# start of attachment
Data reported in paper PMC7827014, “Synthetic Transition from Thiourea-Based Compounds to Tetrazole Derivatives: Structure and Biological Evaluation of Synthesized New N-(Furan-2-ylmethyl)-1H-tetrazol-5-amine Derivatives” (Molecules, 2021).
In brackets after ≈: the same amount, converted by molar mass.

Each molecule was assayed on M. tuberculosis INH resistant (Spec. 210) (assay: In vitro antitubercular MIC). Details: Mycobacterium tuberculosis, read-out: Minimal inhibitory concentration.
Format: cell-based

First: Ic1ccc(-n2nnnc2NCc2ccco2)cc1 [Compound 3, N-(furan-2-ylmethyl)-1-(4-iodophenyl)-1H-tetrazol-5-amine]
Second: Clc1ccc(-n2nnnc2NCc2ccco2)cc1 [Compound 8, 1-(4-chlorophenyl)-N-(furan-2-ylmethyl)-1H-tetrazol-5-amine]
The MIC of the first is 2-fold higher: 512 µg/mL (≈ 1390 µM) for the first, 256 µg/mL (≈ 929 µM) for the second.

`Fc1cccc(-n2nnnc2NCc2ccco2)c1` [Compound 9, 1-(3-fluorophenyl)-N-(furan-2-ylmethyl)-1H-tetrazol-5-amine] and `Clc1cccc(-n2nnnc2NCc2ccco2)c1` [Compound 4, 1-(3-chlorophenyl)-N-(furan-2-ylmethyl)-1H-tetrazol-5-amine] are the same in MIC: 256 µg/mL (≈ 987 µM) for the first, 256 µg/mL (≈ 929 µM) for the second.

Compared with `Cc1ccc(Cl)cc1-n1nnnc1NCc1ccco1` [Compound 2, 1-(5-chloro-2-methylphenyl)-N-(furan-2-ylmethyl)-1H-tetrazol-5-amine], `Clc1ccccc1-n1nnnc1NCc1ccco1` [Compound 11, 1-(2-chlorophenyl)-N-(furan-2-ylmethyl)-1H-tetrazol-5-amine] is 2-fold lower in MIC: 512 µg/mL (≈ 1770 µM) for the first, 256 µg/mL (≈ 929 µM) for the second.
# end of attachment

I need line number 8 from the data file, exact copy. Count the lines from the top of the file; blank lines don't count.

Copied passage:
`Fc1cccc(-n2nnnc2NCc2ccco2)c1` [Compound 9, 1-(3-fluorophenyl)-N-(furan-2-ylmethyl)-1H-tetrazol-5-amine] and `Clc1cccc(-n2nnnc2NCc2ccco2)c1` [Compound 4, 1-(3-chlorophenyl)-N-(furan-2-ylmethyl)-1H-tetrazol-5-amine] are the same in MIC: 256 µg/mL (≈ 987 µM) for the first, 256 µg/mL (≈ 929 µM) for the second.